No tale becomes apocryphal faster than that of a retail steal, but I'll note that I was one of the lucky ones to pick up this Saeco Via Veneto clone (See Also: reviews for Saeco - Other Machines) for $50 at damark.com. The word spread quickly on alt.coffee - maybe machine manufacturers will finally get the message: There's a huge, untapped market for entry-level pump espresso machines at a no-frills price. I suspect that many, like me, will turn an eye toward more upscale products in the line, after seeing for themselves how easy it can be to make great espresso at home for less than $0.25/shot.
I'm a newbie, and as such, unqualified to compare the Melitta to other highly touted entry-level machines from Krups, Gaggia, etc. But as a newbie, I can confidently say that the machine has an easy learning curve. Do yourself a favor and "lose" the panarello frothing attachment (slides right off the frothing wand), as well as the coffee "pod" adapter. The best thing you can do for your espresso is to make sure that the coffee is fresh (roasted in the last week), fresh ground (in the last hour), and that you keep the machine itself clean - I do fault the manual for not talking about cleaning the group head, and other basic practices like flushing the machine with a bit of plain water after the shots are pulled.
The Café Espress has a "perfect crema" feature, the virtue of which has been hotly debated in online discussion. Why? Because crema is an indicator of coffee quality and barista skill - and "enhanced" crema does nothing to enhance the flavor of a mediocre shot. I find the crema device (a little spring assembly pressurized thingie <scientific term> inside the portafilter) innocuous - the quality of the crema is discernibly different with a superior cup: deep colored and long lasting, as opposed to light and quick to disappear when the "enhancer" is doing the work - but some folks detect a notable bitterness with "perfect crema" and have either disabled the feature (check discussions of this model in alt.coffee on deja.com for instructions) or replaced the machine-standard portafilter with a non-pressurized filter, available from Saeco.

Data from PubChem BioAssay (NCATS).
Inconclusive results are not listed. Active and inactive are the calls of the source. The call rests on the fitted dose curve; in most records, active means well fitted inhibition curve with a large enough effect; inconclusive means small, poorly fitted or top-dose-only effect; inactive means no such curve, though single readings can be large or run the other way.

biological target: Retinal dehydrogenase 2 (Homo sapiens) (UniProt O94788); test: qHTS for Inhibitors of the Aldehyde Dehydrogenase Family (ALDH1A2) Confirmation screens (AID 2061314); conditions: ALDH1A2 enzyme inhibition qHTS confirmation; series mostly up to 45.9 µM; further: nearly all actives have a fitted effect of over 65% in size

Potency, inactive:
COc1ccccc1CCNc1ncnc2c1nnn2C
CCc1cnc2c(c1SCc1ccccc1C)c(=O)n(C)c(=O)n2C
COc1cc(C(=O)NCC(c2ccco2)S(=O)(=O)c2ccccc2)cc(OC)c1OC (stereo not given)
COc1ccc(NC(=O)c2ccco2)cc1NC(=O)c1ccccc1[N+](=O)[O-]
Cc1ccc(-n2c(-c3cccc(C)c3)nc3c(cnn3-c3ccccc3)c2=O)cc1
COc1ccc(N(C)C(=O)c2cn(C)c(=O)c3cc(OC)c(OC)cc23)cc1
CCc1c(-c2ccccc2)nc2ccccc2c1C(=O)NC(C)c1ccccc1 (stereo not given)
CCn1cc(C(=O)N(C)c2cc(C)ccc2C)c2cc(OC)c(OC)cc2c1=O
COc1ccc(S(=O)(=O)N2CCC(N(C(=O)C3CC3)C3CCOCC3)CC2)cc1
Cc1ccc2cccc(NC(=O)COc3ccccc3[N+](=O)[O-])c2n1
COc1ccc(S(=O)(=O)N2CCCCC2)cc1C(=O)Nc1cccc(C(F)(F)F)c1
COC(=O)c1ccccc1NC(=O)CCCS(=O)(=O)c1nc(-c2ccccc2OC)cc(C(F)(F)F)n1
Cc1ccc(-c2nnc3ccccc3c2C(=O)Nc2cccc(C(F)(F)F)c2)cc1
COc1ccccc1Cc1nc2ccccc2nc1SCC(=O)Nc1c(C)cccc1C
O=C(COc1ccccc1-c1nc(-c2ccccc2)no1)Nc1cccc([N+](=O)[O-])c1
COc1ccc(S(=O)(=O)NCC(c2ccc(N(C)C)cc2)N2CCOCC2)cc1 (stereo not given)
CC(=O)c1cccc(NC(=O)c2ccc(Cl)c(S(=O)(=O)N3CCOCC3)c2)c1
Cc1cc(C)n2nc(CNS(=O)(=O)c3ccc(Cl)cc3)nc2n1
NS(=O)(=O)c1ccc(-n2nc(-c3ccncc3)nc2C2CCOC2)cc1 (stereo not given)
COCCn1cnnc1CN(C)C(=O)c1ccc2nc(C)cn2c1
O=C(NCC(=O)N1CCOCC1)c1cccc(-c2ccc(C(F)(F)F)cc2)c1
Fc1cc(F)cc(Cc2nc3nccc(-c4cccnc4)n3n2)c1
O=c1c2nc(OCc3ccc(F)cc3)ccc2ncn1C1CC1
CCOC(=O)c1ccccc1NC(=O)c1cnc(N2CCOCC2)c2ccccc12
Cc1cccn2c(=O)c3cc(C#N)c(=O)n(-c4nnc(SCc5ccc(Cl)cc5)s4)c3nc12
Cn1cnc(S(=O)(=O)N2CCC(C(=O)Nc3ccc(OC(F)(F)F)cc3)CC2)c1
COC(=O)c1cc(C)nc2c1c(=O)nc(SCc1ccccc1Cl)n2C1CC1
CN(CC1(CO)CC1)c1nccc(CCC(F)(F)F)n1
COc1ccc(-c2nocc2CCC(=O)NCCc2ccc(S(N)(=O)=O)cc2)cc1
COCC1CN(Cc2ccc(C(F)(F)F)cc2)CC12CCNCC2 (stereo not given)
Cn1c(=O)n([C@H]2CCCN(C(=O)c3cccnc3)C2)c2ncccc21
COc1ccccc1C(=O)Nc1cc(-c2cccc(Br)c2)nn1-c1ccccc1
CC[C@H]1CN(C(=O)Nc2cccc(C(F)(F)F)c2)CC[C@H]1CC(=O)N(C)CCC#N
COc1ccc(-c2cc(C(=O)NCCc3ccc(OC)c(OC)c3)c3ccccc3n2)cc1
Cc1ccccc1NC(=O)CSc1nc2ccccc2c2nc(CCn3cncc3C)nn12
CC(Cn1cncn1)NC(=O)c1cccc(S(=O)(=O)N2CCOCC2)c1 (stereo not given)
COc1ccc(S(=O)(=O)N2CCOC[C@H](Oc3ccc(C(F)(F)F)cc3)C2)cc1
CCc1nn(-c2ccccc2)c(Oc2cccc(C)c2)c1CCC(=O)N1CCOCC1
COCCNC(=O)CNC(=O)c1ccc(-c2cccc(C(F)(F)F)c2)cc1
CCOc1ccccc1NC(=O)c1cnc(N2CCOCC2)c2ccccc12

I hate the frothing attachment. It sits very close down to the drip tray, so it's tough to get your frothing pitcher under it, and then adjust the level of the wand's tip as the froth rises. A less compact design would alleviate the problem. (Probably it would also add to the price of this unit.)
Quality? Materials? The Melitta's skin is that same shiny plastic that's featured on many a disposable kitchen appliance. Parts that are brass on high-end machines, are aluminum here, and the manufacturer specifically warns against using commercial descaling cleaners, in favor of vinegar.
The machine regulates timing of pour. This means that it's up to you to get a sufficiently fine grind and sufficiently solid tamp for your quality requirements - even if you mess that part up, you won't be able to tell from the length of the pour.
What else? Well, I don't like how "wobbly" the water tank assembly sits, although it appears to be a defect of style as opposed to workmanship. Also, you really have to hang onto the machine to get the portafilter locked into place, so watch out for that wobbly tank!
For all my nits, I love the luxury of terrific, easy at-home espresso, and even have a spare one of these in reserve as "insurance" on the first. (There's a one year limited warranty, with what look to be substantial exclusions for things the manufacturer doesn't want you to do to the machine, like leave it on for extended periods between uses.) If you can find the Café Express, Via Veneto, or a clone at under $100 US, it beats the heck out of any underpowered steam (vs. pump) machine, the likes of which fly off the shelves at $40, $50 and up!